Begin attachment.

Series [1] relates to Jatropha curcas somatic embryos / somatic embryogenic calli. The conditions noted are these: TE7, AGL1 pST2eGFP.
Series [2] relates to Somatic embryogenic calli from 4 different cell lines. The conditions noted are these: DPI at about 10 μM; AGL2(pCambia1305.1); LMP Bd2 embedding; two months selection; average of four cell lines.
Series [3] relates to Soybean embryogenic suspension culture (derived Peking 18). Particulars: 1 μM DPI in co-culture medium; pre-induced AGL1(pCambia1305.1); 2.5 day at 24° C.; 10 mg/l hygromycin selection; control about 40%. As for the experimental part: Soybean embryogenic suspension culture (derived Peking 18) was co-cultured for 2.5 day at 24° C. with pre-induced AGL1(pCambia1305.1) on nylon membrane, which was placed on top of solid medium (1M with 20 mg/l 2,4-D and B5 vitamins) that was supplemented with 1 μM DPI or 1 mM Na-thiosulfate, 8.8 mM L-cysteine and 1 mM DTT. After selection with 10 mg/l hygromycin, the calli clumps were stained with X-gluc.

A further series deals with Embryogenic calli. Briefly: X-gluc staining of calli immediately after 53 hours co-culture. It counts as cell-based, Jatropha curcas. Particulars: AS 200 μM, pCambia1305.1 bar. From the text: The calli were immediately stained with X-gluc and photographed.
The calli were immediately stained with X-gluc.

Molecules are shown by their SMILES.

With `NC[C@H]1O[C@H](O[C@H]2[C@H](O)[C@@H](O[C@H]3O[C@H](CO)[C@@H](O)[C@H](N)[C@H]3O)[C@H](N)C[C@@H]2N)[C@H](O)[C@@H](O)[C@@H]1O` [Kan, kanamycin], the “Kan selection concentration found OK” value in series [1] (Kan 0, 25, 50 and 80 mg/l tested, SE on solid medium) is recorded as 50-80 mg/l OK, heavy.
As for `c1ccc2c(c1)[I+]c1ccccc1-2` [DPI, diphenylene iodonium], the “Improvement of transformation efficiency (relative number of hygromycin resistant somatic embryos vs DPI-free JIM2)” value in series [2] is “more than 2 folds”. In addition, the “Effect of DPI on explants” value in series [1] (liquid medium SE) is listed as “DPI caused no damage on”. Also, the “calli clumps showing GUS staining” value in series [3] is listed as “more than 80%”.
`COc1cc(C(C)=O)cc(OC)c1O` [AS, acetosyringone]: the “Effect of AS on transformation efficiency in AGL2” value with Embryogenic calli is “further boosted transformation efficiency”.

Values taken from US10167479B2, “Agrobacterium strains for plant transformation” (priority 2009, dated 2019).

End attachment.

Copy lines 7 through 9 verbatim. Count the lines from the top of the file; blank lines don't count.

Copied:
With `NC[C@H]1O[C@H](O[C@H]2[C@H](O)[C@@H](O[C@H]3O[C@H](CO)[C@@H](O)[C@H](N)[C@H]3O)[C@H](N)C[C@@H]2N)[C@H](O)[C@@H](O)[C@@H]1O` [Kan, kanamycin], the “Kan selection concentration found OK” value in series [1] (Kan 0, 25, 50 and 80 mg/l tested, SE on solid medium) is recorded as 50-80 mg/l OK, heavy.
As for `c1ccc2c(c1)[I+]c1ccccc1-2` [DPI, diphenylene iodonium], the “Improvement of transformation efficiency (relative number of hygromycin resistant somatic embryos vs DPI-free JIM2)” value in series [2] is “more than 2 folds”. In addition, the “Effect of DPI on explants” value in series [1] (liquid medium SE) is listed as “DPI caused no damage on”. Also, the “calli clumps showing GUS staining” value in series [3] is listed as “more than 80%”.
`COc1cc(C(C)=O)cc(OC)c1O` [AS, acetosyringone]: the “Effect of AS on transformation efficiency in AGL2” value with Embryogenic calli is “further boosted transformation efficiency”.